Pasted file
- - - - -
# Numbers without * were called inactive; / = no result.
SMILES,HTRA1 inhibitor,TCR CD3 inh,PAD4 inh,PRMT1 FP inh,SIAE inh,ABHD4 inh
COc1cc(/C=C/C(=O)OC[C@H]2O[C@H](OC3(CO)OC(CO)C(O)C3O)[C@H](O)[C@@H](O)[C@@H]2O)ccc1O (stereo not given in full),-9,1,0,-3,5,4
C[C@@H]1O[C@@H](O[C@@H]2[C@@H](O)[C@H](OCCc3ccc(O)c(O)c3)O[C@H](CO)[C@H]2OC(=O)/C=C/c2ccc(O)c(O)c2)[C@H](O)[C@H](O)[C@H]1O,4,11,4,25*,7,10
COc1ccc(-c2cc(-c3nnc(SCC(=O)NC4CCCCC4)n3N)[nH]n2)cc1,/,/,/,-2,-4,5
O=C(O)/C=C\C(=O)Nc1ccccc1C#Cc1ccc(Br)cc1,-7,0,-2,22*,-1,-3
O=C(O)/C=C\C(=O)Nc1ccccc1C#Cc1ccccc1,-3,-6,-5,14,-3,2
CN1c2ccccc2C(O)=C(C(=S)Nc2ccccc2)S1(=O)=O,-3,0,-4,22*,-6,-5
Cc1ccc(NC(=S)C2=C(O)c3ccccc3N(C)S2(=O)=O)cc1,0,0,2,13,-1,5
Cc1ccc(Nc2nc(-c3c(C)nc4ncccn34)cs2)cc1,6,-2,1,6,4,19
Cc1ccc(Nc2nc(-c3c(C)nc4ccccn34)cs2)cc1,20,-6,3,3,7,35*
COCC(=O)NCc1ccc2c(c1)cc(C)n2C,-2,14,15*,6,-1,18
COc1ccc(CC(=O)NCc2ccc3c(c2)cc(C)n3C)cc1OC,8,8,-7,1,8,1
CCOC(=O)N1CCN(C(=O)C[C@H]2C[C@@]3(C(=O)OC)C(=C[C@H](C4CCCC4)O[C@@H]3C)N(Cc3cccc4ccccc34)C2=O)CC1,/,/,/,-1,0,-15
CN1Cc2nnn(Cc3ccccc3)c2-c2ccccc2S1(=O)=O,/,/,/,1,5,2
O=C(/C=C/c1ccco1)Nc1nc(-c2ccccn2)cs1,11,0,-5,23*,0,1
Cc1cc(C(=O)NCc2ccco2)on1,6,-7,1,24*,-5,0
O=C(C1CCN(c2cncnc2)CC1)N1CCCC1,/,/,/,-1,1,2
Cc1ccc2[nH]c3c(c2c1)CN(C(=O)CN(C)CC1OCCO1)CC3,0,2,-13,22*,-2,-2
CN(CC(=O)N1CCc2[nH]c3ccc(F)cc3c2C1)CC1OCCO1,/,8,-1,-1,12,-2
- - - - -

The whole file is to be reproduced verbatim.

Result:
# Numbers without * were called inactive; / = no result.
SMILES,HTRA1 inhibitor,TCR CD3 inh,PAD4 inh,PRMT1 FP inh,SIAE inh,ABHD4 inh
COc1cc(/C=C/C(=O)OC[C@H]2O[C@H](OC3(CO)OC(CO)C(O)C3O)[C@H](O)[C@@H](O)[C@@H]2O)ccc1O (stereo not given in full),-9,1,0,-3,5,4
C[C@@H]1O[C@@H](O[C@@H]2[C@@H](O)[C@H](OCCc3ccc(O)c(O)c3)O[C@H](CO)[C@H]2OC(=O)/C=C/c2ccc(O)c(O)c2)[C@H](O)[C@H](O)[C@H]1O,4,11,4,25*,7,10
COc1ccc(-c2cc(-c3nnc(SCC(=O)NC4CCCCC4)n3N)[nH]n2)cc1,/,/,/,-2,-4,5
O=C(O)/C=C\C(=O)Nc1ccccc1C#Cc1ccc(Br)cc1,-7,0,-2,22*,-1,-3
O=C(O)/C=C\C(=O)Nc1ccccc1C#Cc1ccccc1,-3,-6,-5,14,-3,2
CN1c2ccccc2C(O)=C(C(=S)Nc2ccccc2)S1(=O)=O,-3,0,-4,22*,-6,-5
Cc1ccc(NC(=S)C2=C(O)c3ccccc3N(C)S2(=O)=O)cc1,0,0,2,13,-1,5
Cc1ccc(Nc2nc(-c3c(C)nc4ncccn34)cs2)cc1,6,-2,1,6,4,19
Cc1ccc(Nc2nc(-c3c(C)nc4ccccn34)cs2)cc1,20,-6,3,3,7,35*
COCC(=O)NCc1ccc2c(c1)cc(C)n2C,-2,14,15*,6,-1,18
COc1ccc(CC(=O)NCc2ccc3c(c2)cc(C)n3C)cc1OC,8,8,-7,1,8,1
CCOC(=O)N1CCN(C(=O)C[C@H]2C[C@@]3(C(=O)OC)C(=C[C@H](C4CCCC4)O[C@@H]3C)N(Cc3cccc4ccccc34)C2=O)CC1,/,/,/,-1,0,-15
CN1Cc2nnn(Cc3ccccc3)c2-c2ccccc2S1(=O)=O,/,/,/,1,5,2
O=C(/C=C/c1ccco1)Nc1nc(-c2ccccn2)cs1,11,0,-5,23*,0,1
Cc1cc(C(=O)NCc2ccco2)on1,6,-7,1,24*,-5,0
O=C(C1CCN(c2cncnc2)CC1)N1CCCC1,/,/,/,-1,1,2
Cc1ccc2[nH]c3c(c2c1)CN(C(=O)CN(C)CC1OCCO1)CC3,0,2,-13,22*,-2,-2
CN(CC(=O)N1CCc2[nH]c3ccc(F)cc3c2C1)CC1OCCO1,/,8,-1,-1,12,-2